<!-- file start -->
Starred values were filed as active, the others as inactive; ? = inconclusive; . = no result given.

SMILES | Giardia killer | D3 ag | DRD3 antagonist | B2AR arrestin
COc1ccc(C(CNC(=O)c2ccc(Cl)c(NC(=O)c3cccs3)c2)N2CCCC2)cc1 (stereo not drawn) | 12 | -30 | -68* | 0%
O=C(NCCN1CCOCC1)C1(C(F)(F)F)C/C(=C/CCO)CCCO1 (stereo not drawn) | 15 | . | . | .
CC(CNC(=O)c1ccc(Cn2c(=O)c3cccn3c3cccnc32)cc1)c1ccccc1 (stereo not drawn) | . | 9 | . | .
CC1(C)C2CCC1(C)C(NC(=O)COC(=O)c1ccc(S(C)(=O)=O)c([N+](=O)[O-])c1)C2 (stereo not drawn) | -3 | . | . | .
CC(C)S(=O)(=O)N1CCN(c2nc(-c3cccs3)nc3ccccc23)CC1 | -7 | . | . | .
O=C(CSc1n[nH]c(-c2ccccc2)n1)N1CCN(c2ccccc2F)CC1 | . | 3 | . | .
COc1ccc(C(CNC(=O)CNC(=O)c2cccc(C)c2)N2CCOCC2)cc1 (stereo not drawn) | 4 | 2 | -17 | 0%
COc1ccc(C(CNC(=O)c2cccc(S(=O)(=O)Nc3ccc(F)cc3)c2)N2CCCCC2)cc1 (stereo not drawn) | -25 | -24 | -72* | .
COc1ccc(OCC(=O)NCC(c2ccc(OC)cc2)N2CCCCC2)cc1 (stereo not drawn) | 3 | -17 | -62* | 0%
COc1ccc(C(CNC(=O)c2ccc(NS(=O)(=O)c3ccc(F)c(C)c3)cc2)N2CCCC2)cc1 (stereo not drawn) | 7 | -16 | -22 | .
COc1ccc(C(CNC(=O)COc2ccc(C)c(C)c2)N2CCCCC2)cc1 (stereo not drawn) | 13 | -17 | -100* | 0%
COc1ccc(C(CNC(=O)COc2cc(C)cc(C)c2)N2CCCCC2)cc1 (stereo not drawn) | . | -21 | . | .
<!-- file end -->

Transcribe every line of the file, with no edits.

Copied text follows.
Starred values were filed as active, the others as inactive; ? = inconclusive; . = no result given.

SMILES | Giardia killer | D3 ag | DRD3 antagonist | B2AR arrestin
COc1ccc(C(CNC(=O)c2ccc(Cl)c(NC(=O)c3cccs3)c2)N2CCCC2)cc1 (stereo not drawn) | 12 | -30 | -68* | 0%
O=C(NCCN1CCOCC1)C1(C(F)(F)F)C/C(=C/CCO)CCCO1 (stereo not drawn) | 15 | . | . | .
CC(CNC(=O)c1ccc(Cn2c(=O)c3cccn3c3cccnc32)cc1)c1ccccc1 (stereo not drawn) | . | 9 | . | .
CC1(C)C2CCC1(C)C(NC(=O)COC(=O)c1ccc(S(C)(=O)=O)c([N+](=O)[O-])c1)C2 (stereo not drawn) | -3 | . | . | .
CC(C)S(=O)(=O)N1CCN(c2nc(-c3cccs3)nc3ccccc23)CC1 | -7 | . | . | .
O=C(CSc1n[nH]c(-c2ccccc2)n1)N1CCN(c2ccccc2F)CC1 | . | 3 | . | .
COc1ccc(C(CNC(=O)CNC(=O)c2cccc(C)c2)N2CCOCC2)cc1 (stereo not drawn) | 4 | 2 | -17 | 0%
COc1ccc(C(CNC(=O)c2cccc(S(=O)(=O)Nc3ccc(F)cc3)c2)N2CCCCC2)cc1 (stereo not drawn) | -25 | -24 | -72* | .
COc1ccc(OCC(=O)NCC(c2ccc(OC)cc2)N2CCCCC2)cc1 (stereo not drawn) | 3 | -17 | -62* | 0%
COc1ccc(C(CNC(=O)c2ccc(NS(=O)(=O)c3ccc(F)c(C)c3)cc2)N2CCCC2)cc1 (stereo not drawn) | 7 | -16 | -22 | .
COc1ccc(C(CNC(=O)COc2ccc(C)c(C)c2)N2CCCCC2)cc1 (stereo not drawn) | 13 | -17 | -100* | 0%
COc1ccc(C(CNC(=O)COc2cc(C)cc(C)c2)N2CCCCC2)cc1 (stereo not drawn) | . | -21 | . | .